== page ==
Polish Aviation Museum

31-864 Kraków,
al. Jana Pawła II 39
phone: (12) 640 99 60,
(12) 642 40 70
e-mail: info@muzeumlotnictwa.pl

a cultural institution of the Malopolska Region

Małopolska – Kraków Region

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Kraków Airport

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Aeroplane: TS-11 Iskra bis DF '1409'

TS-11 Iskra bis DF '1409'
advanced trainer

  • Technical data

Span 10.06 m (33 ft)
Length 11.15 m (36 ft 6 in)
Take-off weight 3,840 kg (8470 lb)
Maximum speed 770 kph (416 kt, 478 mph)
Ceiling 11,500 m (37,700 ft)
Range 1,460 km (900 mi, 790 NM)
Armament one 23 mm cannon; 50 kg bombs, gun pods or rocket launchers on 4 underwing hardpoints
Powerplant :
a single SO-3W turbojet, 9.81 kN (2,205 lbf) of thrust


An example of the final variant of the TS-11 bearing an anniversary painting scheme.

TS-11 Iskra (English: spark) was a two-seat jet trainer designed in 1958 by a team supervised by Tadeusz Sołtyk. The prototype made its maiden flight in 1960 powered by the British Bristol Siddeley Viper 8 engine. The aircraft entered production line in 1963 in WSK PZL Mielec fitted with HO-10 engine (based on BS Viper 8) from WSK PZL Rzeszów factory. In 1964 Iskra broke four world speed records for this class of aircraft.

Following variants of Iskra were developed:

  • in 1963 – Iskra bis A (HO-10 engine)
  • in 1966 – Iskra bis B (HO-10 engine, with underwing armament pylons)
  • in 1972 – Iskra bis C (SO-1 engine, reconaissance & artillery spotting, Iskra 200)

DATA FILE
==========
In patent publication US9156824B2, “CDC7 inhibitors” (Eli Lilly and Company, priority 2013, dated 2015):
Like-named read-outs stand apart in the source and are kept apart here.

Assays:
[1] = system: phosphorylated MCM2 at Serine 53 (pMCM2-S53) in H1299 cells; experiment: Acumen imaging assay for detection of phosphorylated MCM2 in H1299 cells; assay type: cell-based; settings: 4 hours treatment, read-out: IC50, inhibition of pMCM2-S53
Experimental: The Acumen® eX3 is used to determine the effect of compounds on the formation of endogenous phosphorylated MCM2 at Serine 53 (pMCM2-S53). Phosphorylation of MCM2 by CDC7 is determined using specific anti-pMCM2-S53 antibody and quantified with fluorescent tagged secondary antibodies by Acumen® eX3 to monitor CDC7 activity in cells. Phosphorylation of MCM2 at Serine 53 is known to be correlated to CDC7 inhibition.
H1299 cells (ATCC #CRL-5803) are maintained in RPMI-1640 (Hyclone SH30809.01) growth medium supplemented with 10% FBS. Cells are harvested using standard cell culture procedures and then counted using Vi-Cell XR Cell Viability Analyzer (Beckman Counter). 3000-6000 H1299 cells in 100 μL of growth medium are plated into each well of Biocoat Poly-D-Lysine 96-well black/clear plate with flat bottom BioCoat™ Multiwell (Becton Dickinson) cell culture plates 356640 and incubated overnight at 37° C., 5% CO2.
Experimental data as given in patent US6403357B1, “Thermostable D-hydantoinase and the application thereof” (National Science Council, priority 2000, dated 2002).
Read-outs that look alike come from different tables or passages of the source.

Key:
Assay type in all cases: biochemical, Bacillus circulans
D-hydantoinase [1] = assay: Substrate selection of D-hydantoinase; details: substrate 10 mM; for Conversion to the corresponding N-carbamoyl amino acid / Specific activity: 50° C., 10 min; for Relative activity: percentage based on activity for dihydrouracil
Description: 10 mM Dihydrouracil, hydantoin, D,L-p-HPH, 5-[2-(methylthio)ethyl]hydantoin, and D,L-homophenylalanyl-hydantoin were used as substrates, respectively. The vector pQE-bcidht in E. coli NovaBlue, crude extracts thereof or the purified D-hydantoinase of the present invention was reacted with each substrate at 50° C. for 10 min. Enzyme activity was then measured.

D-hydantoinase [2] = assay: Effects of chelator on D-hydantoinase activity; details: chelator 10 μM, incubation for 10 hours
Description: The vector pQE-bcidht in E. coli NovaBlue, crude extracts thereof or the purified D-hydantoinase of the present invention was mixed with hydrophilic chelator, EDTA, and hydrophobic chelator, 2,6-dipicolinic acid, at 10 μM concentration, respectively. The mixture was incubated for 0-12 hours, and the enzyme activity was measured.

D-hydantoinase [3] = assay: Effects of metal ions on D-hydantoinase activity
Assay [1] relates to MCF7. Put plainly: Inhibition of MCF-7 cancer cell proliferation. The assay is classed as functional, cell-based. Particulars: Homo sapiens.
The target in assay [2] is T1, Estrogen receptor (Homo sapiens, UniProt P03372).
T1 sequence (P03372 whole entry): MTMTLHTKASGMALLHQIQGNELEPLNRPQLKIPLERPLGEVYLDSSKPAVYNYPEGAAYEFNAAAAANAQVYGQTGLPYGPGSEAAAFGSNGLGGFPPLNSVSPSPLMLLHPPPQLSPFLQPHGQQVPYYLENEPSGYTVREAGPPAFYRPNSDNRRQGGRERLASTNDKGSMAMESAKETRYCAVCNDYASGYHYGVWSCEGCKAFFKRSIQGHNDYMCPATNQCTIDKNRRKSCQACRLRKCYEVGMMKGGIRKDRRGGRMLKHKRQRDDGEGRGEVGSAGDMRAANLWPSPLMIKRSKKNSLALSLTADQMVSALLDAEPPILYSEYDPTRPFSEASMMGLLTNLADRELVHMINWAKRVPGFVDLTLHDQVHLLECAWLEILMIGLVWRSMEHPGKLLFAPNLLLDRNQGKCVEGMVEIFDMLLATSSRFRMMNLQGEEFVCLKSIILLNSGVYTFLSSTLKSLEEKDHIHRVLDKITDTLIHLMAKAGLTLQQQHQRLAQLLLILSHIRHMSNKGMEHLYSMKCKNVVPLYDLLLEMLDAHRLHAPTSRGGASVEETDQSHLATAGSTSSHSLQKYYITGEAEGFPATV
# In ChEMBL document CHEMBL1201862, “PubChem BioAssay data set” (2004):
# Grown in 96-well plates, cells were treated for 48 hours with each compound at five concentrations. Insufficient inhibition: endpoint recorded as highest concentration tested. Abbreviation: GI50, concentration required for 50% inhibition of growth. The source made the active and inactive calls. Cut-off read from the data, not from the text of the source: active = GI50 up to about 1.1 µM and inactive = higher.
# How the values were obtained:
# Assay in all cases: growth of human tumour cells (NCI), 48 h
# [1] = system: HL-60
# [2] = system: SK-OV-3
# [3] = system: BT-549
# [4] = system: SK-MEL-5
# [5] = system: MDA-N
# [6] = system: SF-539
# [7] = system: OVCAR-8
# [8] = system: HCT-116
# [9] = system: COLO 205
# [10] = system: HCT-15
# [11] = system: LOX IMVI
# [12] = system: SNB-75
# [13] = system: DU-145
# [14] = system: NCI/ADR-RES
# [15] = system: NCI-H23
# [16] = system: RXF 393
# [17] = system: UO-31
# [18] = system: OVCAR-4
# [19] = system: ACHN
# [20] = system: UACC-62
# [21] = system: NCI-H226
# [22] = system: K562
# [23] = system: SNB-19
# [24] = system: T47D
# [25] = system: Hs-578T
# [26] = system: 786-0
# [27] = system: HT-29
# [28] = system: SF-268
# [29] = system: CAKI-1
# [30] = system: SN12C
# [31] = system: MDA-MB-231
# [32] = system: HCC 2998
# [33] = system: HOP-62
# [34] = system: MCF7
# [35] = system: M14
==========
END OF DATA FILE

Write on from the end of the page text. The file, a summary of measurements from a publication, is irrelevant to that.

• in 1972 – Iskra 200BR (SO-1 engine, prototype of single seat strike version)
  • in 1973 – Iskra bis D (SO-3 engine, Iskra 200SB)
  • in 1975 – Iskra bis DF (SO-3 engine, training and reconaissance version)

Production finally ended in 1987 after 427 examples had been built. In 1975 Indian Air Force purchased 50 Iskra bis D aircraft (operational until 2004). In Polish Air Force Iskras are still used for advanced training and as aerobatic aircraft by the military display team of the PAF called "Biało-Czerwone Iskry" (White and Red "Sparks").

The TS-11 Iskra bis DF BoNu 1409 was manufactured in 1975. The aircraft served with several aviation units, among others in No. 28 Fighter Regiment based at Slupsk-Redzikowo on the Baltic coast. When with the advent of 1990s it became possible to apply unofficial markings to the aircraft of Polish Air Force, for the 40. anniversary of No. 28 FR the '1409' received a special painting scheme including the Pomeranian Griffon, sea waves and the head of an Indian (being the emblem of the 1st Squadron of No. 28 FR). The authors were ensigns Ryszard Kuras and Tomasz Kowalski.

In 1995 the aircraft was passed over to No. 58 Air Training Regt in Dęblin. The Iskra was repainted according to the standard scheme of overall grey. When '1409' was donated to the Polish Aviation Museum in 2014 it was decided that it should be repainted in the 28. FR anniversary scheme. In July 2015 the scheme was recreated by Filip Jereczek-Bambrowicz, Bogdan Zolnierowicz, Zbigniew Zonlierowicz with the assistance of Wojciech Butrycz and Ryszard Kuras – one of the authors of the original scheme.


Dofinansowano ze środków Ministra Kultury i Dziedzictwa Narodowego
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